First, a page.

I am lucky enough to have a long garden down which to walk each morning and enjoy the changing colours, patterns and textures it presents along the way. I don’t know what I would do without this resource for my wellbeing. Being outside my door, it is the closest that nature could be to me and much as I enjoy my walks to local marshes, woods, hills and further afield, I don’t know how I would manage without our garden as well.
The reds are really coming through now, but there is more to come as Autumn proceeds. For now we have the berries, rosehips, fuchsia and dogwood.
I’m not one for controlling nature but if we didn’t do some maintenance jobs, it wouldn’t be long before we couldn’t move in the place. And so the garden heap is still waiting for a convenient dry evening to be burnt before the cuttings from the pruning of our cherry tree can be moved into place to await their turn for a bonfire.
So on my saunter down the garden for “my walk this week”, this is what our flowering cherry tree looks like – after the pruning it was given a few weeks ago. Our friend Joe did a fantastic job of untangling branches from telegraph wires and opening the tree out to allow more light amongst its foliage. You can see the before and after photos is in the image set below.
The tree is still green but in other places the greens are changing to yellows with the brightness of a lone Welsh poppy still standing out against the backdrop.Continue reading
My walk this week is not so much a walk as a saunter down our garden. Having completed a very hectic few weeks of work, I allowed myself a short mid-week lie in and so didn’t set off down the garden to our studio until mid morning. The day was fairly bright, although it had been raining through the night – the result was one of bright colour and it lifted my heart and brought a smile to my face.
I wouldn’t ever claim our garden is worthy of being placed next to many others “fancier” ones I know of, but I love it just as it is. It seems to be in a permanent state of being in the middle of things being done – but perhaps that is how a garden should be!?Continue reading
Bath Abbey sits, as you might expect, in the centre of the city. The Roman Baths are next to it and while I took a shot of the baths ceiling with its dome, I didn’t have the time to justify the cost of entry and I am sorry to say I didn’t go into the abbey either. So now I have an excellent excuse to revisit the place, and next time I will take my family – and if that’s not a good recommendation of the place, I don’t don’t what is!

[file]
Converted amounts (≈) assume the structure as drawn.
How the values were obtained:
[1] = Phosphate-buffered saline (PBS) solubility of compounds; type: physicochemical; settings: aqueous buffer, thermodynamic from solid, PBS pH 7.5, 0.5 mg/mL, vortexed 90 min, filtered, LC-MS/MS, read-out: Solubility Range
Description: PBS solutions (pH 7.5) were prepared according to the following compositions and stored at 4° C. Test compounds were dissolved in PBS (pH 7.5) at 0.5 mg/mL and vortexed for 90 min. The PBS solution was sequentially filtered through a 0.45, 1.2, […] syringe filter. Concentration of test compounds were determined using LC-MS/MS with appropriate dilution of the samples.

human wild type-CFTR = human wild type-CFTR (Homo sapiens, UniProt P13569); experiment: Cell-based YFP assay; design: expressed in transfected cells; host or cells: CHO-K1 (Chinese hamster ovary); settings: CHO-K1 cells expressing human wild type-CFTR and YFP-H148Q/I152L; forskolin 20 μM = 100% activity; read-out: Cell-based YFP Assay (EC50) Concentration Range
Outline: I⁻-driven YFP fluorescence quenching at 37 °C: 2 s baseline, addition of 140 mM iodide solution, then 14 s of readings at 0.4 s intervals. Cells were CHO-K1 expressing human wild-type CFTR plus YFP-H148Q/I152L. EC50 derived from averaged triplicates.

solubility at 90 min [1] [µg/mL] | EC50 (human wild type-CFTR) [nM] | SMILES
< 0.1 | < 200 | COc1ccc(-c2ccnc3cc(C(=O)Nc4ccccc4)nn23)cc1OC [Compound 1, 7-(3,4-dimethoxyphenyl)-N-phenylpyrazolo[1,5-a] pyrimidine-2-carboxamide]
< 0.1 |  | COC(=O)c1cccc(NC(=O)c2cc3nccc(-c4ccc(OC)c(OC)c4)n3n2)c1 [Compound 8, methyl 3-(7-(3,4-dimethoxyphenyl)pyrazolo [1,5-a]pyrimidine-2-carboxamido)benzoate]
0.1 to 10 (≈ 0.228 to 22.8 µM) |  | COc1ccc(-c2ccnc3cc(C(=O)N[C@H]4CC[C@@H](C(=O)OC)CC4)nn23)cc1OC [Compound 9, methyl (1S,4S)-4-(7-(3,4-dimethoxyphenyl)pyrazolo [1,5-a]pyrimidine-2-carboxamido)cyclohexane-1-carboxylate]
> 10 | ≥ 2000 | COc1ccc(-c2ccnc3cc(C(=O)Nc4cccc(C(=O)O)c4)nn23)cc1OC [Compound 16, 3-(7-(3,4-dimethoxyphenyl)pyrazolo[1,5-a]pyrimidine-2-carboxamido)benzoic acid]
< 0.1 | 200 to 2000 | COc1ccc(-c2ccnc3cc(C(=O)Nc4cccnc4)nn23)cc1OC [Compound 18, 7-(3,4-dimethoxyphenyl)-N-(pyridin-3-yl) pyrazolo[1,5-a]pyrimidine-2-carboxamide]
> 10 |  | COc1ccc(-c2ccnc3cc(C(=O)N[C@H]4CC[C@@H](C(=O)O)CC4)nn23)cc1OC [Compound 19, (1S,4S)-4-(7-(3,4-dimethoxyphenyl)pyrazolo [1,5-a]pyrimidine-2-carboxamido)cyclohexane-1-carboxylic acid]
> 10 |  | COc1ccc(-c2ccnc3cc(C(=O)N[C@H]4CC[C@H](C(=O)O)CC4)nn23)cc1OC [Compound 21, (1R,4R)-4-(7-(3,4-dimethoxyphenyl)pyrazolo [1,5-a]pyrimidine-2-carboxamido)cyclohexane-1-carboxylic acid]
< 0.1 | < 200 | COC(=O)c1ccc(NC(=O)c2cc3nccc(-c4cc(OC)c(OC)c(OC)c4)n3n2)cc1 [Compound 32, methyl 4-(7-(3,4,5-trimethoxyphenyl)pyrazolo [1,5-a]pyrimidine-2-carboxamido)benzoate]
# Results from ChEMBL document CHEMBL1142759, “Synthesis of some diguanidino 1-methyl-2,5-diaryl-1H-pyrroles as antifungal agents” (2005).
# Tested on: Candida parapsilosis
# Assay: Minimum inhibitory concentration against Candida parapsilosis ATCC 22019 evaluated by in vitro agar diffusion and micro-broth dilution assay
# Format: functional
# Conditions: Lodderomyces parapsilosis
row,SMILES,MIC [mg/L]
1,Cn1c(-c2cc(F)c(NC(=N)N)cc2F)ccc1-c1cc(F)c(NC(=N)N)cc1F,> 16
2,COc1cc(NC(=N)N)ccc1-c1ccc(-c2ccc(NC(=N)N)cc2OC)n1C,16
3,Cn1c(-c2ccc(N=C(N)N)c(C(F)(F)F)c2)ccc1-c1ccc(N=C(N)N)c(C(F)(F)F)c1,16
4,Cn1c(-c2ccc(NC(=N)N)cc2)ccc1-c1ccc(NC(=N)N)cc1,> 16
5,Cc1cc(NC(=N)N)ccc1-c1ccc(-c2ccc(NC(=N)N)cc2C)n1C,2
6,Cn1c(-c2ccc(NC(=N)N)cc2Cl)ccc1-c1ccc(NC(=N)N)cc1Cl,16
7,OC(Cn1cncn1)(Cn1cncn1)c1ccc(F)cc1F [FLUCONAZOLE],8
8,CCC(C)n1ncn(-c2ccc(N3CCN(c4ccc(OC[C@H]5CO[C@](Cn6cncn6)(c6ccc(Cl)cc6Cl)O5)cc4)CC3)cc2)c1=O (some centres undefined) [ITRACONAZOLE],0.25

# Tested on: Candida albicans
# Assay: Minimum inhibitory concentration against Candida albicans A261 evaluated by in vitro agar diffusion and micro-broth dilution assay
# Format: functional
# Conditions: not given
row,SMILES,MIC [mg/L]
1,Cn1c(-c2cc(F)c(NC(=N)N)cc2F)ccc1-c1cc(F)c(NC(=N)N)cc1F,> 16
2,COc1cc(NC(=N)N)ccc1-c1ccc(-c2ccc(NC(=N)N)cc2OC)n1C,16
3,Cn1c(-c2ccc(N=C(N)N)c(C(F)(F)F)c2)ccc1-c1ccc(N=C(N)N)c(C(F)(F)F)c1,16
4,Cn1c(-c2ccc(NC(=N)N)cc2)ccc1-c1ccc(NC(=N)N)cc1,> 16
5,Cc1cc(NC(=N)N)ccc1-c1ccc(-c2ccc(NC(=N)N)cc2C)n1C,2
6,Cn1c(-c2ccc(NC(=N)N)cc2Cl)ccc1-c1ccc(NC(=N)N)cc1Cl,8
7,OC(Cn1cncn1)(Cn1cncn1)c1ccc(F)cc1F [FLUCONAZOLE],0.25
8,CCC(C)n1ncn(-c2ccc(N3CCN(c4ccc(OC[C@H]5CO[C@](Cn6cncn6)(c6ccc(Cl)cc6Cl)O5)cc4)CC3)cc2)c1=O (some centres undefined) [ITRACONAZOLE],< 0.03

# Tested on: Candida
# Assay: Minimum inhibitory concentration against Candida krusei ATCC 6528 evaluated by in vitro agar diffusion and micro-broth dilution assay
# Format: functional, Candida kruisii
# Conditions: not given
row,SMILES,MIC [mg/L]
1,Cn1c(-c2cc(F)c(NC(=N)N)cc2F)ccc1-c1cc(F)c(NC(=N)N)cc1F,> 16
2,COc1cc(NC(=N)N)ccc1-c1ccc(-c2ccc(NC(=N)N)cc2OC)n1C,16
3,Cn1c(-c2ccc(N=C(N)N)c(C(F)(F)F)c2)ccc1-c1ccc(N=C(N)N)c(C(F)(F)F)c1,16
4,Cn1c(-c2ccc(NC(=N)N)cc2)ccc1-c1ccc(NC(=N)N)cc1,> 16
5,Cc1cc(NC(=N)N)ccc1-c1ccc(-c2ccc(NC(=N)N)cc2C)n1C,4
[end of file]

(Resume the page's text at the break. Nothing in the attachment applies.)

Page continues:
So my original reason for going to Bath was to see the Contemporary Tapestry: Here and Now exhibition at the Holburne Museum. I was able to take a very enjoyable look at the city as well – its parks and architecture, its quiet and more noisy areas. On my home, prompted by my viewing of the tapestry exhibition,Continue reading
Moving into the centre of town from the parks on my walk this week in Bath, I found the place busy with tourists, but not over crowded (thank goodness!). I understand that Jane Austen did not like Bath, though that has not stopped the city making good use of their association with the famous author.
My walk this week around Bath took me from the Holburne Museum and Sydney Gardens over the road and into Henrietta Park where I found a Garden of Remembrance.
I was encouraged to walk in the direction of the garden by the sound of people opening and closing the metal gate. I couldn’t see it but with my love of gates and the range of sounds they make, it was too strong a temptation to resistContinue reading
My walk this week is around Bath in the south west of England – a town famous for its Roman baths and spas and also for its place in literature, specifically the wonderful classic books of Jane Austen – see here.
I was in Bath was to go see the Tapestry: Here and Now exhibition at the Holburne Museum and attend tapestry weaving symposium held there – The Narrative of Tapestry. The view above is from the museum looking down Great Pulteney Street. Continue reading
Back near the start of my walk this week in York, I came out of the trees towards the urban landscape. Having enjoyed my walk along the banks of the River Ouse, albeit a wet one, I felt that this and one or two other shots along my way deserved a monochrome treatment.
I am not sure of my reasoning for producing them as black and white images, they just seemed to work better for me in this format. You can see them along with selected colour shots from my walk below as well as my soundscape for the walk and a video clip of the rowers I passed first on my way into town and then again on my way back.
Still walking fast towards the end of my walk this week along the banks of the River Ouse in York, I paused from time to time to take photos, record sound and also some video – all on my iPhone 6s. The rain had been falling but the breeze was gentle and this is reflected in the motion of the weeping willow and water patterns in the video below.
The atmosphere was very damp but with a tranquil sense of place. The people living in the houses set back from the riverbank have a very attractive scene in from of them. However, they alsoContinue reading